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Ice Saints

by on July 20, 2014
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Ice Saints plays the 2014 Indy Film Fest







A breezy, sweet film that is kind of hard to categorize, “Ice Saints” is a refreshing look at a couple on the verge of wedding.

The best description I can come up with for “Saints” is “self-portrait,” as filmmakers Ryan Balas and Deirdre Herlihy more or less turn on cameras and record their lives leading up to their wedding. They discuss their love for each other and their thoughts and feelings as they get to their wedding day.

It’s as simple as that. It would be easy for a film of that nature to turn trite and boring, but “Saints” has an earnestness that reflects the love of its leads.

To their credit, the couple avoids wasting time trying to wax poetic about the institution of marriage. There are no soliloquies about the sanctity of love or manufactured setups where their love is tested. A couple who had been together eight years, and living together for at least a good portion of that time, they aren’t embarking on some great journey; they’re just taking the next step in life.

Both Balas and Herlihy are relatively young, and part of the beauty of this film is that they allow their age to be on display. They talk about the prospect of children and needle each other gently about whether there is a potentially game-changing argument to be had down the road.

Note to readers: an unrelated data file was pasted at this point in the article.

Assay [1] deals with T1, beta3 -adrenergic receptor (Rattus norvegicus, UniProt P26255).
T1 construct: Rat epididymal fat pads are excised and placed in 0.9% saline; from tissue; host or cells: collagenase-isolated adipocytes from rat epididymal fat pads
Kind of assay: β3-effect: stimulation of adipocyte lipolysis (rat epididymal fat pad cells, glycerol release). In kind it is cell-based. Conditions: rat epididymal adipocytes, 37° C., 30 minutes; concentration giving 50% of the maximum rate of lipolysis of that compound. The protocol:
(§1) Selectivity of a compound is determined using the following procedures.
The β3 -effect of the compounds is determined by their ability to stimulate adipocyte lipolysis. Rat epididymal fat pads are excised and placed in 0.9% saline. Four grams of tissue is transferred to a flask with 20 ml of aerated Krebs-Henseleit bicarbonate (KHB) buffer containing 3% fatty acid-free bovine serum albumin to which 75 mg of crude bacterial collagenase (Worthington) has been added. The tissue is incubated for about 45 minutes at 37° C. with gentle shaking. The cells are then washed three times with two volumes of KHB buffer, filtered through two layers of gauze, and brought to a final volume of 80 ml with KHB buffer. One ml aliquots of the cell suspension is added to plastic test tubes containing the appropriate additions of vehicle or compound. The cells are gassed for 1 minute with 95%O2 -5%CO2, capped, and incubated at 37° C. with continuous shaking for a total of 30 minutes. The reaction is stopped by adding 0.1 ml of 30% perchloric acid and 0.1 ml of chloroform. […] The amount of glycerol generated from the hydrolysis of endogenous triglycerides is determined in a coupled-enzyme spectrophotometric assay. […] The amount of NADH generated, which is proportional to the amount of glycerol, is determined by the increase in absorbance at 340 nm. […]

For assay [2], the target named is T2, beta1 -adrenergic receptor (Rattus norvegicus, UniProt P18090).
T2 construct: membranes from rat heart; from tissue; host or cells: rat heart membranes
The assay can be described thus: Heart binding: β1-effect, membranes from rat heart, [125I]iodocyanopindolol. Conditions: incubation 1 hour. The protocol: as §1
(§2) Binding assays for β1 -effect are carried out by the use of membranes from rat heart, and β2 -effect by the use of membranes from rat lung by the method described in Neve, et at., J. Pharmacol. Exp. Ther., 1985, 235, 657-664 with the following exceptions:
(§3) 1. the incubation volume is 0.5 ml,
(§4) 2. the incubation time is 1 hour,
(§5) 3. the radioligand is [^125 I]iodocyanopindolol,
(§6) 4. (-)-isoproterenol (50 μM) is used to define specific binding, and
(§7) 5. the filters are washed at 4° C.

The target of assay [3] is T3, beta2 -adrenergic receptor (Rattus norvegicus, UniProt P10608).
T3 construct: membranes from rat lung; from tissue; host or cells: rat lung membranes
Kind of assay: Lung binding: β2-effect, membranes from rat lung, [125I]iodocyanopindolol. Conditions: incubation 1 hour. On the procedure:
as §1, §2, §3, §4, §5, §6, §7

But mostly Herlihy and Balas sit around talking casually, whether they’re post-coitally gulping beverages, bickering about the appropriateness of sitting on the dining room furniture naked, or debating things like whether she should take his name and which anniversary they should celebrate.

And speaking of nudity, it is copiously and casually on display throughout, most of which is a demonstration both of the stage of their relationship and as a reflection of how even a couple who have been together for years are at times insecure about their bodies.

It’s beautifully shot; at a post-screening Q&A, Balas called Terence Malick an influence, and his use of voiceover and quiet, lingering shots of Herlihy confirm that and make his feelings for her more than clear. The duo used a variety of low-end cameras, including DSLRs, iPhone cameras, even VHS and Super 8 recorders.

“Ice Saints” isn’t a profound film; indeed, it’s a movie that asks a whole heck of a lot more questions than it answers. But it’s a beautiful, sometimes moving portrait, likely the best-shot home video you’ll ever see, and I mean that only as a compliment. It’s a wonderful portrait of two people who clearly love each other as they move through their life together.



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